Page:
ECFR: Bringing Turkey back to the EU debate
By Dimitar Bechev & Nathalie Tocci
On the face of it, the euro crisis has infused yet more alienation into the already detached relations between Turkey and the European Union. Many Turks look at the trouble-stricken and enfeebled Union with an overt sense of Schadenfreude.
And they relish at their country’s robust growth. Shunned by the EU with membership talks effectively blocked, Turkey feels empowered. No longer on the European periphery, but at the centre of its own world spanning from North Africa and the Middle East all the way to the Balkans, the Caucasus and Central Asia.
The Arab Awakening seemingly vindicates this vision. But, as of late 2012, turmoil in Syria has exposed the limits of Ankara’s influence. Indeed now Turkey has turned to NATO allies for support.
These twin crises present an opportunity too. It is precisely from the depths of the Union’s ongoing drama that a “post-hubris” Turkey could be brought organically into the conversation on the future of Europe.
The current drive at deeper integration in the eurozone leads the Union towards a multi-tier arrangement. Could such a development facilitate Turkey’s inclusion in the EU-to-be and revive its Europeanisation and democratic consolidation?
Much depends on EU’s own evolution. We see three scenarios: EU of concentric circles, a daisy-shaped EU and a spaghetti bowl Union.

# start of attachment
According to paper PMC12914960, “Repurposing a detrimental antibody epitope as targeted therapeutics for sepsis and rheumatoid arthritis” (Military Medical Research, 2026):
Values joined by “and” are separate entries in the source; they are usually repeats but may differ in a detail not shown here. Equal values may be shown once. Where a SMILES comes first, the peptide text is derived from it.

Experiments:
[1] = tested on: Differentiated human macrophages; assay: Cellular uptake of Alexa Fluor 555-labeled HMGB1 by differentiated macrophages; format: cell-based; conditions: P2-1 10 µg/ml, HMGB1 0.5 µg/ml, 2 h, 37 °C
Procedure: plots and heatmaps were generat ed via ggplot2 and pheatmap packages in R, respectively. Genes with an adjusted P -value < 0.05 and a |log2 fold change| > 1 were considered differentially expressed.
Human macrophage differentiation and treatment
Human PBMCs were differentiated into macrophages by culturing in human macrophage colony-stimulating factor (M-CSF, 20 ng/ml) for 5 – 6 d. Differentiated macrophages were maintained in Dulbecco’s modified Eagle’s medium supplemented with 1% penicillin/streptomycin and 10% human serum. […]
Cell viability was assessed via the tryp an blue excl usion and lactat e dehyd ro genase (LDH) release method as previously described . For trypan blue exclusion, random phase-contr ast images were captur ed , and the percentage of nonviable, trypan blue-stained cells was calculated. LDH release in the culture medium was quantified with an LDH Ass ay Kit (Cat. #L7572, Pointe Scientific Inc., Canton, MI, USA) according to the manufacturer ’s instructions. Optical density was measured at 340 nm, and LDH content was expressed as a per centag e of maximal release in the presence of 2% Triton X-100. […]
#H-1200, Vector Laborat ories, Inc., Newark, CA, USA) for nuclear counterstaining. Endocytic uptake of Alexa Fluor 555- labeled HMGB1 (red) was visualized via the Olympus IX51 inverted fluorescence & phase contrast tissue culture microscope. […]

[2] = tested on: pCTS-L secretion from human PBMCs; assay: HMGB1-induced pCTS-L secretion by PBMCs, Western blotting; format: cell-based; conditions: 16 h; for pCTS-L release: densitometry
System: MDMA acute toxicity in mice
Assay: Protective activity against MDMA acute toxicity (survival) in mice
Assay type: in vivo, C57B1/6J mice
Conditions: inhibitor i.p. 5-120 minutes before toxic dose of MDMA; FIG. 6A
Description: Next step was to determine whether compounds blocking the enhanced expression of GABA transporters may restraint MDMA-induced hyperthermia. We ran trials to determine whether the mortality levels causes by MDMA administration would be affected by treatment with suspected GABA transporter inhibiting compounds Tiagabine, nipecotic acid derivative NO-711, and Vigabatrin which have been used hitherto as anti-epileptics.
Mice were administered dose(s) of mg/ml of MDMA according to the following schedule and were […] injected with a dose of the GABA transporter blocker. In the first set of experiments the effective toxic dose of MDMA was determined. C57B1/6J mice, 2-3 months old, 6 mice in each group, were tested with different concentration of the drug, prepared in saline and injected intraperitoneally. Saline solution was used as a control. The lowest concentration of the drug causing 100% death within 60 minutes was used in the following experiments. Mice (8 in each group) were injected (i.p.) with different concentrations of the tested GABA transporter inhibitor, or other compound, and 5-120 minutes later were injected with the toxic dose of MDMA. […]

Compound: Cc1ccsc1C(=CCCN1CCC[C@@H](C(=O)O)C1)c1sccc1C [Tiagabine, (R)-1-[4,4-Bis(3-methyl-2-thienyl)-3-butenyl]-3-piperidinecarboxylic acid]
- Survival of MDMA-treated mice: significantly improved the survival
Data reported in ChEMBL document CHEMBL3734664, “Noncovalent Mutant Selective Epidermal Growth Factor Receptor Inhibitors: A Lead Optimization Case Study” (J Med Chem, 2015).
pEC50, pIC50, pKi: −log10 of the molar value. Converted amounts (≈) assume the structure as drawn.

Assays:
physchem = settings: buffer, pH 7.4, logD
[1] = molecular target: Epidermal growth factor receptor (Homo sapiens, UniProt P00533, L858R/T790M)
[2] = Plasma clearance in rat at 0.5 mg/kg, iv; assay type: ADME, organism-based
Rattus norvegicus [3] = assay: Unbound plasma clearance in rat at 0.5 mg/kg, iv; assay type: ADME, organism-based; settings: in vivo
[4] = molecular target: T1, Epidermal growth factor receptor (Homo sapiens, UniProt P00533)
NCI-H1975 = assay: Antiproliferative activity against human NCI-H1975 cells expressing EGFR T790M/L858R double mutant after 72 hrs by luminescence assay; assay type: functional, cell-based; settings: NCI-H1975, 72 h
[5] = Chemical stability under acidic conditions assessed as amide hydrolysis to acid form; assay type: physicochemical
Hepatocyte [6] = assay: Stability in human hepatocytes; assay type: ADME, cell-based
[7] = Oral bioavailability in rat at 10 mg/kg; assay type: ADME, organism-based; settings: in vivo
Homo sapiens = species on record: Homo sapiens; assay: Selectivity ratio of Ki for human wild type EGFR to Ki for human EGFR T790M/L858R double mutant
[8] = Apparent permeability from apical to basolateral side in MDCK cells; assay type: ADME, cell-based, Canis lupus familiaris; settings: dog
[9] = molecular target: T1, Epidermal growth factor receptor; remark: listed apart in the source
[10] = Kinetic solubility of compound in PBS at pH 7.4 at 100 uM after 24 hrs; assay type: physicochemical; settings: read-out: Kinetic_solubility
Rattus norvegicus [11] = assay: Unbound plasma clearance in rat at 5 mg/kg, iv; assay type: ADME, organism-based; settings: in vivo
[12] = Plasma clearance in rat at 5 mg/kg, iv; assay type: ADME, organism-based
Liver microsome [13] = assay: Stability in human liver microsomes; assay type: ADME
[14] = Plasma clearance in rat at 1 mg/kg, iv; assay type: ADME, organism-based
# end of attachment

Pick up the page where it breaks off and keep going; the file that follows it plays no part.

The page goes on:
According to Scenario 1, the eurozone federalises huge chunks of economic and fiscal policy, the outer circle of members would continue to participate in the single market. Turkey may join the company of current members such as the UK, the Czech Republic, Poland and Sweden, as well as future entrants from the Western Balkans.
The likes of France and Germany will soften their opposition to Turkey, safe in the newly built core. Such a scenario, however, is not unproblematic. Fellow outer-circle members, from Poland through Romania and Bulgaria all the way to the Western Balkans, may consider Turkey as deadweight, permanently relegating them to the EU’s periphery and curbing their aspirations to converge with the prosperous and well-governed the core.
Poland would like to be in the first-class carriage, together with France and Germany. Turkey, for its part, while happy with retaining sovereignty, may also resent not sitting at the top table. The day Turkey discovers that it is handed down decisions on economic issues by the eurozone, it may well regret the bargain. Europhiles in Turkey will perhaps be unhappy too as Brussels’ transformative pressure will be diluted on the outer reaches of the Union.
A second option is a daisy-shaped EU: an integrated core with hub-and-spoke relationships with the “outs”. European Parliament member Andrew Duff foresees the growingly eurosceptic UK drifting away from the EU to settle for a deal echoing the partial integration of countries such as Norway and Switzerland.
Unsurprisingly, Turkey is cast as a member of that cohort of “associate” or “virtual members” too. It would adopt only part of the acquis and be admitted as observer in most EU bodies. In external and internal security policies, cooperate via intergovernmental deals, not Brussels’ supranational institutions.
Den vollständigen Beitrag finden Sie hier.